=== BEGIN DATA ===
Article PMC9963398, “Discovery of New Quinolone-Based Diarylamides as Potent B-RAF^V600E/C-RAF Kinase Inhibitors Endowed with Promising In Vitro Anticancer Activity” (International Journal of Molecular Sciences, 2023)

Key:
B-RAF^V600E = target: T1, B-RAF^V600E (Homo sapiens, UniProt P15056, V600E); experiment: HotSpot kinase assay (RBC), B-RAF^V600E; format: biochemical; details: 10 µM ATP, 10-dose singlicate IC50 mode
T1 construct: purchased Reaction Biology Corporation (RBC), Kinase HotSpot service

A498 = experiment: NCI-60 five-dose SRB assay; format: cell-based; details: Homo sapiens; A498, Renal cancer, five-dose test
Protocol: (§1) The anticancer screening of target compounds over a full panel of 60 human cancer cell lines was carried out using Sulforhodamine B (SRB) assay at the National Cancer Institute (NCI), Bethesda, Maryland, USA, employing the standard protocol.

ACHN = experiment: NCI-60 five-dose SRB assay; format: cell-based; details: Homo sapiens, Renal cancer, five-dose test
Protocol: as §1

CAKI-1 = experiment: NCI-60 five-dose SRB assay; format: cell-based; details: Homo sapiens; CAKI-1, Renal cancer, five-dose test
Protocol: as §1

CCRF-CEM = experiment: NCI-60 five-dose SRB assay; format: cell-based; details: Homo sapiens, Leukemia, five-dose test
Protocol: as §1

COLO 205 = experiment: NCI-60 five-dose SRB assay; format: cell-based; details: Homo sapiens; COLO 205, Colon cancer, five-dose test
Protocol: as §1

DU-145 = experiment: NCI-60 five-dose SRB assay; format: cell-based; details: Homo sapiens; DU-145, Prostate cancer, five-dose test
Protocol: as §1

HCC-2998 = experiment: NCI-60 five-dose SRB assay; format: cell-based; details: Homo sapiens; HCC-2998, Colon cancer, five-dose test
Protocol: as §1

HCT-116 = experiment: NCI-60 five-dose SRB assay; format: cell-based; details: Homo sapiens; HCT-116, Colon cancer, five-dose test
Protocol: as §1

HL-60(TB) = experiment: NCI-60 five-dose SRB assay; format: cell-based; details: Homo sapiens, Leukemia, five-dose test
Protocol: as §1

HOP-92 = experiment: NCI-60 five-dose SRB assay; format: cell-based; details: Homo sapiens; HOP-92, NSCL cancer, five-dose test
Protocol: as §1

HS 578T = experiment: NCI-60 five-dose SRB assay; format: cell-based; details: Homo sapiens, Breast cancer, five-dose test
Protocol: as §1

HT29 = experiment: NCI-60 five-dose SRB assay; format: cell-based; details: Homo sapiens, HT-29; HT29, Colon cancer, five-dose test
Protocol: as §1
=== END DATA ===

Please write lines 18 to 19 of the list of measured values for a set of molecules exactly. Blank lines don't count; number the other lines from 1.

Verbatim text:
Protocol: as §1

HCT-116 = experiment: NCI-60 five-dose SRB assay; format: cell-based; details: Homo sapiens; HCT-116, Colon cancer, five-dose test